John M. Wilkerson died last September and I have been neglectful in writing about it. Rev. Wilkerson was known as a pastor who led congregations in Florida, the Bahamas, Wisconsin, Minnesota and California. But he was much more than that. He was a mentor to some of the greatest leaders in evangelical Christianity.
As a pastor he had an impressive career. In Kenosha, Wisconsin, he laid the foundation for a new, vibrant, giant congregation that is still dominant. In Ft. Worth, Texas, he took over an old, tradition bound, Pentecostal church, helping it transition into a new generation.
As a person, John had many gifts that the evangelical Christian world sorely needed. He was classy, calm and mellow, which was something of a contradiction within the boisterous Afro-Pentecostal culture where he ministered. And he was kind and soft spoken, something almost out of place among the hard driven, competitive Fundamentalists, who nevertheless appreciated his effective knack at evangelism.
Wilkerson’s legacy is how he inspired young ministers, including many within his own family. His son, Rich Wilkerson, pastors in Miami. His nephew, David Wilkerson, was a bestselling author.
When the Assemblies of God jealously rejected their own Loren Cunningham and his Youth With a Mission, John Wilkerson boldly and openly celebrated what was happening. Here was an idea that President John Kennedy had lauded. The Peace Corps had reportedly borrowed many of Cunningham’s ideas. Why not cheer for our guy?
While some pastors openly attacked the Full Gospel Businessmen’s Fellowship International, Wilkerson hailed their ideas and encouraged young Christian entrepreneurs who went onto make millions of dollars and support missions worldwide. Businessmen felt at home, even encouraged, in the churches where he was pastor.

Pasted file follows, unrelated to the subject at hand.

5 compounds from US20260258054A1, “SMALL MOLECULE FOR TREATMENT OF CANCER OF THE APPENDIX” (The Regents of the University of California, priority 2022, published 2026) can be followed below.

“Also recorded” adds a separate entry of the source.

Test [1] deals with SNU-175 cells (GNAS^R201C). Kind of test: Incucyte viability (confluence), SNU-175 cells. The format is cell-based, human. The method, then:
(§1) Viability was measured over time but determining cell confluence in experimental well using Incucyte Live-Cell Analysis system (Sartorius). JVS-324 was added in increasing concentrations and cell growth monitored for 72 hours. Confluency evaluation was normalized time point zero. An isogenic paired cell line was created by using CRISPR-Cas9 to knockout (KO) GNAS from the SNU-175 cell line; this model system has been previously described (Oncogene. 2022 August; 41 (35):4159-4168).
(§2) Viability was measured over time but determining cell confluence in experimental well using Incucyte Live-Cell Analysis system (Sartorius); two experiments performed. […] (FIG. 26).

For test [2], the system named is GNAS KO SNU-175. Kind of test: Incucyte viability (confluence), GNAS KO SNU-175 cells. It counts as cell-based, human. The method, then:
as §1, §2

When the Jesus Movement started, Wilkerson took a front row seat. Stately, with their country club good looks and dressed to the nines, John and Bonnie Wilkerson would welcome the barefoot, dirty, hippies to their churches.
When the Catholic Pentecostal Movement began, they had open arms.
He always kept his sense of humor about people, about life and about God. Nothing seemed to surprise him or panic him. Everything provoked a smile.
As one might expect, Wilkerson’s churches always boasted the most innovative youth groups. In Kenosha, Wisconsin, his youth director, Dick Eastman, ran a thriving program with youth retreats and “Ski Camps.” It was a teenager’s dream. But when Dick went onto lead the prestigious evangelical organization Every Home for Christ, Wilkerson was his biggest cheerleader.
Wilkerson did not seem jealous of other ministries. Rather he enjoyed them, as if they were his own achievements as well.
If John was handsome and polished, his wife, Bonnie was beautiful and witty. John and Bonnie Wilkerson were an inspiration to a whole generation following behind. As a young traveling speaker and writer, I spoke for them in many of those churches and was on the receiving end of their friendship. John and Bonnie Wilkerson made you feel that what you were doing was the greatest thing that had ever been done.
Born in Hammond, Indiana, January 16, 1930, John M. Wilkerson died September 12, 2014. Leaving Bonnie behind.